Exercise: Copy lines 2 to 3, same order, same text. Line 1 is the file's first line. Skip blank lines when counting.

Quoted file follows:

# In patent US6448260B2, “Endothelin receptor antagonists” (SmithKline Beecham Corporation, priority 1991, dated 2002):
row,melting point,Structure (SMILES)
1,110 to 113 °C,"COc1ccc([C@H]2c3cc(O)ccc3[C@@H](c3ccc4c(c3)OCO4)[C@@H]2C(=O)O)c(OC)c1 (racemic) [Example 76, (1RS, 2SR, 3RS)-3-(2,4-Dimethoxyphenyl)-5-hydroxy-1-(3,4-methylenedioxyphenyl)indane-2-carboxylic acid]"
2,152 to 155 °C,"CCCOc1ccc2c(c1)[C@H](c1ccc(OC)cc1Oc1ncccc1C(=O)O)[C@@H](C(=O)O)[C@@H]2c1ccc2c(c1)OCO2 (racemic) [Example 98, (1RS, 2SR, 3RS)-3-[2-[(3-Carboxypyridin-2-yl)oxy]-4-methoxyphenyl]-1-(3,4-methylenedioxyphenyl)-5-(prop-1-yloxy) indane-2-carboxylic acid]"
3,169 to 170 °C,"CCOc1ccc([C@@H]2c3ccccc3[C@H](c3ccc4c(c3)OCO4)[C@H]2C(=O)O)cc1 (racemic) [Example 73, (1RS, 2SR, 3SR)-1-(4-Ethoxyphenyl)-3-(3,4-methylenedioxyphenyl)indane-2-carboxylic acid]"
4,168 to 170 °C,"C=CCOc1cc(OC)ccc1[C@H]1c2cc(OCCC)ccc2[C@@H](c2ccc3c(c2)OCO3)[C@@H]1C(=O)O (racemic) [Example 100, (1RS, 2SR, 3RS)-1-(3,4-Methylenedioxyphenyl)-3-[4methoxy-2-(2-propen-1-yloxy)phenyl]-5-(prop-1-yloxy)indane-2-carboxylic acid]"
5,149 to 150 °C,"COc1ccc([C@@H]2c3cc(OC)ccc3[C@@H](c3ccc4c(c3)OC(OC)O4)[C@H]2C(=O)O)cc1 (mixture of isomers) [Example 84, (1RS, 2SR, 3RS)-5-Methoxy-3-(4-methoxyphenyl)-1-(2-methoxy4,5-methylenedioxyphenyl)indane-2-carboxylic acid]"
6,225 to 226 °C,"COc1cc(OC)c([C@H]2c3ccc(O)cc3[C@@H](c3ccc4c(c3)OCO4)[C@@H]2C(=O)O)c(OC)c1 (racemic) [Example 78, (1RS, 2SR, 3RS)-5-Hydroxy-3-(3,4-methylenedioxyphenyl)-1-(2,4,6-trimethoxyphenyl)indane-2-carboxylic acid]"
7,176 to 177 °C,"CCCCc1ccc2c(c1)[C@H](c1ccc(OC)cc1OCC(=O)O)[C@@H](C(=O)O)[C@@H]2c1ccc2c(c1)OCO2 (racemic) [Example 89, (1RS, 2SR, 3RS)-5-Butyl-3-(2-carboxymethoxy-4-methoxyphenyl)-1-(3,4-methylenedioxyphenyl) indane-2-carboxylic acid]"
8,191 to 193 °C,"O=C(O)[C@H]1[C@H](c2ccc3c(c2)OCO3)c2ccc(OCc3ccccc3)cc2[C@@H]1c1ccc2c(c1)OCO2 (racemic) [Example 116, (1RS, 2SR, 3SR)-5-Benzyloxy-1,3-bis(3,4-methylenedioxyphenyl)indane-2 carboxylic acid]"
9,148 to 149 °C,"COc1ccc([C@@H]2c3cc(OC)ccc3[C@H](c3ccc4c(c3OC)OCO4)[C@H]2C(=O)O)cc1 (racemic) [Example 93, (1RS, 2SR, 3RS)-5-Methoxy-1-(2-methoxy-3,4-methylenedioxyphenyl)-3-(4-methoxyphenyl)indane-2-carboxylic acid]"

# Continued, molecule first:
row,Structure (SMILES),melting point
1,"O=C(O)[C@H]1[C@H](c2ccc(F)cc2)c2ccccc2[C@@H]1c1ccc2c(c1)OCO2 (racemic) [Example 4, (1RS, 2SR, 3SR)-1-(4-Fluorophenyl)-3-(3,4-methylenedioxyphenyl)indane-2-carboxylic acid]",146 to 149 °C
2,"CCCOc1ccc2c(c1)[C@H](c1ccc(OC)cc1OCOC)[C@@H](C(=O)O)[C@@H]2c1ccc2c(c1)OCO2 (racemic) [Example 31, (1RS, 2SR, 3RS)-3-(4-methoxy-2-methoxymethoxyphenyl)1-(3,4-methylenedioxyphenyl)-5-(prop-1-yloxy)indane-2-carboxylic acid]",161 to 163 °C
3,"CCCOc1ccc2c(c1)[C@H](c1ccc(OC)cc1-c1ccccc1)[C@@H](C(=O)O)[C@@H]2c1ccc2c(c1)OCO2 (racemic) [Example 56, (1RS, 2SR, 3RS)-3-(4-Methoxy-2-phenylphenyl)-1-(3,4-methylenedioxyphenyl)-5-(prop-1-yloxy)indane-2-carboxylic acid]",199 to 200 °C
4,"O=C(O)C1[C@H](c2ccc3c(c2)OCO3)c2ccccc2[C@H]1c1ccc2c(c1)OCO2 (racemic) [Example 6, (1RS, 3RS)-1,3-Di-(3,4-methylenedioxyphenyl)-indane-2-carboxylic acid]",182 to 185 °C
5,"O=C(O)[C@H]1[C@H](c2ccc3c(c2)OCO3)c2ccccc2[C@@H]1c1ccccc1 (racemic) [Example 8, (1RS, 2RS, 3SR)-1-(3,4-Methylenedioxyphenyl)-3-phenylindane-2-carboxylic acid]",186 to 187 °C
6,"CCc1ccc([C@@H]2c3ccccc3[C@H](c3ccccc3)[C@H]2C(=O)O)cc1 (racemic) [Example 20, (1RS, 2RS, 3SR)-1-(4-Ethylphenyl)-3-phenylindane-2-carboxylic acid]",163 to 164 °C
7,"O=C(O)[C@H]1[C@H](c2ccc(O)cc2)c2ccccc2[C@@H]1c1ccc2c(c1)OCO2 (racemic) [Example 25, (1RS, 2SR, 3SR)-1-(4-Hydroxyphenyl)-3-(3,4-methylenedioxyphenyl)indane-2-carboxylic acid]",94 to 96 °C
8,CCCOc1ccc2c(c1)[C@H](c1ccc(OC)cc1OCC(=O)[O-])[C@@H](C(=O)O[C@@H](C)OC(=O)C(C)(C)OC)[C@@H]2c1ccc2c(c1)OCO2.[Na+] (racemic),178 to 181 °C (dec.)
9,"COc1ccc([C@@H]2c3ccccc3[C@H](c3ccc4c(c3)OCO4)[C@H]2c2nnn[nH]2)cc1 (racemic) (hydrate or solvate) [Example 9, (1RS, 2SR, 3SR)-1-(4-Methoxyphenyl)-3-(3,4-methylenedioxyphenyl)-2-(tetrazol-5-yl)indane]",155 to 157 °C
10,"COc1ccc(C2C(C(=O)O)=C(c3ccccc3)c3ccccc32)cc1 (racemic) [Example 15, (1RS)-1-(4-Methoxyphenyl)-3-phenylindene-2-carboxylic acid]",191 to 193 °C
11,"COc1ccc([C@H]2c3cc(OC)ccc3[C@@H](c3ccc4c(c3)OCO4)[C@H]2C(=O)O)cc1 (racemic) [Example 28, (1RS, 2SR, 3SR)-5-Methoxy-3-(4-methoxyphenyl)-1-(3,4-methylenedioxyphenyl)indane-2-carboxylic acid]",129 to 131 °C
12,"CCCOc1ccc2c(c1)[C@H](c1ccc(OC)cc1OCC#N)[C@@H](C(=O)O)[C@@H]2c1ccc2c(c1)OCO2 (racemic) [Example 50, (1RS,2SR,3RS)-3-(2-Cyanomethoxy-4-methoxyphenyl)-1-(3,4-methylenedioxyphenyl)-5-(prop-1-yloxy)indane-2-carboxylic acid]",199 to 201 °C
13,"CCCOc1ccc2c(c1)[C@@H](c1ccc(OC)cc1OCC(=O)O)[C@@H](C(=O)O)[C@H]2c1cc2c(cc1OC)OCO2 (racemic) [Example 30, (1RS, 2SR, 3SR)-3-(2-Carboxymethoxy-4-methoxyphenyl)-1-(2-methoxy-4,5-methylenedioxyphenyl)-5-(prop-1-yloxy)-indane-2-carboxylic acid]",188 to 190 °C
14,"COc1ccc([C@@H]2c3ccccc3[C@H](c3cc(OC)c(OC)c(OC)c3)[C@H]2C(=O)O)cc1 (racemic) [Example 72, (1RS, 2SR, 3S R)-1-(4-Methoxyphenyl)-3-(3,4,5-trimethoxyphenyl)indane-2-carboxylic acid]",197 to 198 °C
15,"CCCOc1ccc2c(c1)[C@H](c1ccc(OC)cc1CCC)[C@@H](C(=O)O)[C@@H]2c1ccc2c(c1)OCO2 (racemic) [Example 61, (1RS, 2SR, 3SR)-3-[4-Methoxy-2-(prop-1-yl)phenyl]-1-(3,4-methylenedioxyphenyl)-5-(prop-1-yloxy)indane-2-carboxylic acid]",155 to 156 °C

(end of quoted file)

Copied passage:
row,melting point,Structure (SMILES)
1,110 to 113 °C,"COc1ccc([C@H]2c3cc(O)ccc3[C@@H](c3ccc4c(c3)OCO4)[C@@H]2C(=O)O)c(OC)c1 (racemic) [Example 76, (1RS, 2SR, 3RS)-3-(2,4-Dimethoxyphenyl)-5-hydroxy-1-(3,4-methylenedioxyphenyl)indane-2-carboxylic acid]"